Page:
Stuart, Nancy and Jo at the BIVDA Regulatory Affairs Working Party (wearing Christmas jumpers).
As we drive towards the end of 2019, and the run up to Christmas it is a great opportunity to reflect on the year that was, and look forward to the challenges of the year to come.
IVDeology have had quite a year. Working within the IVD sector. We have worked with small start-ups and large businesses alike, we have been involved in long term projects, short term consultancy, and had the opportunity to help provide several training sessions on the impact of the IVDR.
In light of all things Christmassy, and taking inspiration from Charles Dickens who resided in Rochester, Kent, please allow us to consider the impact of the ghosts of Christmas past (Legacy products), the ghosts of Christmas present ( a reflection of the current state) and the ghosts of Christmases to come (what does next year look like)…
The Ghosts of Christmas Past (Legacy Products)
Classification: With less than half the transition period left before the full implementation of the IVDR most IVD manufacturers have made an assessment of the device classification. With no grandfathering allowed for old (legacy) products which are transitioning to the IVDR, the headache inducing task of reclassifying previously self-declared non-Annex list II devices into Class A (low risk), Class B or Class C (Med-high risk) is required. While the rules defined within Annex VIII are well laid out, there continues to be grey areas between the device classes.
Intended purpose: Part of the complication associated with device classification is that the intended use statements describing the device under, or before the IVD Directive do not always provide sufficient detail or consideration to the Intended Purpose under the IVD Regulation. Effective classification of devices is highly dependent on establishing the way the device is used within a clincial setting, including the intended user and device function.
Clinical evidence: The established (state of the art) method for generating analytical and clincial performance data when many legacy devices were originally developed does not meet the elements of current methods, typically using CLSI guidelines. The manufacturers challenge is to provide sufficient narrative to demonstrate how the original data, or other data sourced from literature reviews or performance studies for these devices continues to be a challenge.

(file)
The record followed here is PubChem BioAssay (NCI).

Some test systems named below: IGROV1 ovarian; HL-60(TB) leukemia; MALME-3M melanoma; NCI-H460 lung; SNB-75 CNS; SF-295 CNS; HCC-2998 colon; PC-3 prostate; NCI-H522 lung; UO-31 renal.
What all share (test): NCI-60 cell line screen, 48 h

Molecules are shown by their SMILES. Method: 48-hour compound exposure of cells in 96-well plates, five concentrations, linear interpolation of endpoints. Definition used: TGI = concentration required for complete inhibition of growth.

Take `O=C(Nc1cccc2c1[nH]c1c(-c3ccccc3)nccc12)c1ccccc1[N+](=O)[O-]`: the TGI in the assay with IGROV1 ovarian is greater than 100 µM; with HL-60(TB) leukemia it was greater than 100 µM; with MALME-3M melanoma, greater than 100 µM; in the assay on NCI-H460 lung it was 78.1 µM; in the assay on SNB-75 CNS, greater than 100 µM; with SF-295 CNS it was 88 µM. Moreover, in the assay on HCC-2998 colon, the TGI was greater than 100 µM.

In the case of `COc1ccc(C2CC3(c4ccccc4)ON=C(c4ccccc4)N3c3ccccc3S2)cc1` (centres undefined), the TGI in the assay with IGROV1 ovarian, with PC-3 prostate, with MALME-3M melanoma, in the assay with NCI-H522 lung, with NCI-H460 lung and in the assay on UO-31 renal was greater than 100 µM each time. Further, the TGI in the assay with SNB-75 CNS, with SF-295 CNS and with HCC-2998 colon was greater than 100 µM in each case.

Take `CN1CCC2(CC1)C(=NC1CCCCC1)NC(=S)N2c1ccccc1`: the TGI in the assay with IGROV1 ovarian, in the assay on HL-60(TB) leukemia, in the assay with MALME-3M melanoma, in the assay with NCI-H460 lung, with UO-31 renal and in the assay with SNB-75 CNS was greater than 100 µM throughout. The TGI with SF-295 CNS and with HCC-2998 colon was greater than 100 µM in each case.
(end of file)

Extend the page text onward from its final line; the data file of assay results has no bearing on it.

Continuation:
Economic operators: Whilst the elements of economic operator responsibilities seem straight forward on first glance. The complexity of modern day supply chain has made the delineation of economic operators and responsibilities more challenging than expected. The limited real estate of the device packaging and IFU also requires careful consideration.
The ghosts of Christmas present
Notified bodies: The medical device and IVD industry has long feared the bottle neck for the supply and demand of Notified Bodies who can provide conformity and techncial assessment for device under the new Regulations. In reality, with the loss of LRQA and UL as NBs from the sector, manufacturers are already starting to feel uncomfortable. SME IVD Manufacturers who are engaging with Notified Bodies for the first time are seeing delays and additional costs for the assessments of their devices. While we fully understand the additional burden that notified bodies are currently under, the current availability of Notified Bodies continue to be a challenge.
Further guidance: The IVDR provides much greater granularity than the existing IVD Directive, however there remains some areas of the regulation where the detail is still a little light! With Eudamed delayed and implementing acts for new elements of the regulation being delayed, there is a real need for additional clarity to support the IVD Industry to navigate the transition process.
Brexit: Not only do we have the IVDR to contend with, the UK sector have the additional uncertainty of Brexit (which may or may not be resolved by the time of publication). The changes to mitigate the impact of Brexit, additional requirements for UK responsible person, importer considerations and stock piling of devices in preparation for a hard Brexit has required additional resource and cost which can impact the IVDR transitions projects.
The ghosts of Christmas to come
Over a hurdle into a platform: A key message that we try to impart when discussing the IVDR impact is that there is not a simple hurdle to get over, then back to the status quo, the IVDR establishes a new approach for the regulation of IVDs being placed onto the EU market. The additional requirements of Post Market Surveillance and Persons Responsible for Regulatory Compliance will require additional resource to support the product on market.
EUDAMED: The generation of the Eudamed database and UDI offers a sea change in the way that devices are monitored, identified and managed on the EU market. While some elements of Eudamed have been establsihed, the detail on the function of Eudamed is still to be determined.
Hope is not a strategy: The main conclusion from this year is that despite the uncertainty on Brexit and many elements of the IVDR, it is important to start doing something! A transition plan should be started using the current guidance, in addition it is important to expect that your processes and understanding of the regulation to change.
The IVD Regulation really is the gift that keeps on giving - it is for life, and not just for Christmas.